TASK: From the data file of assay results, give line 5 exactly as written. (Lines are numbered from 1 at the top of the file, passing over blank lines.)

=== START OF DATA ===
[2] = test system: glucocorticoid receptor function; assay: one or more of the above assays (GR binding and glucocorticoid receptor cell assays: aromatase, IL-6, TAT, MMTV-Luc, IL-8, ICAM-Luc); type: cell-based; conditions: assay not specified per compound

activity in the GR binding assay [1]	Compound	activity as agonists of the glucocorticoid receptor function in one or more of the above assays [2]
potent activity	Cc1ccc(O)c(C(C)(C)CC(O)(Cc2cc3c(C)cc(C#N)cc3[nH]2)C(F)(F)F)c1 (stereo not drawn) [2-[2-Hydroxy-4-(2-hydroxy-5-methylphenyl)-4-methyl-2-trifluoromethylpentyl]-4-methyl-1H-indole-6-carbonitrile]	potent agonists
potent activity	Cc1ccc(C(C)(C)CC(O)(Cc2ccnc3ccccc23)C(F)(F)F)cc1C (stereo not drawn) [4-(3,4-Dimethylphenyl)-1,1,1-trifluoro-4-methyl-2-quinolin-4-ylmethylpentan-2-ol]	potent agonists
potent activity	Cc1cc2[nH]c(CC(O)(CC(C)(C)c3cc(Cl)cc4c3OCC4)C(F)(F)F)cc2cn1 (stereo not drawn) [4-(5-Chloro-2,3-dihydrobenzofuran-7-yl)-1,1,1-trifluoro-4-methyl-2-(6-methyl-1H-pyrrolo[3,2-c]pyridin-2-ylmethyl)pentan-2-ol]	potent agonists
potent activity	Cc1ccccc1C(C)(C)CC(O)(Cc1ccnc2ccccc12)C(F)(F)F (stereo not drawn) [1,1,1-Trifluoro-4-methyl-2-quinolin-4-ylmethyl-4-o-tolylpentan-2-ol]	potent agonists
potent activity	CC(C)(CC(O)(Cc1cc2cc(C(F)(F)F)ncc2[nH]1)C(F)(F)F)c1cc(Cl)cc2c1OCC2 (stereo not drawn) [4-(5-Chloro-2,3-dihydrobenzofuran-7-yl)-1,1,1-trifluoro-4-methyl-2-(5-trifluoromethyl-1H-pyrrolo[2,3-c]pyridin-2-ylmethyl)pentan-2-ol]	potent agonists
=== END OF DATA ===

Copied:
potent activity	Cc1cc2[nH]c(CC(O)(CC(C)(C)c3cc(Cl)cc4c3OCC4)C(F)(F)F)cc2cn1 (stereo not drawn) [4-(5-Chloro-2,3-dihydrobenzofuran-7-yl)-1,1,1-trifluoro-4-methyl-2-(6-methyl-1H-pyrrolo[3,2-c]pyridin-2-ylmethyl)pentan-2-ol]	potent agonists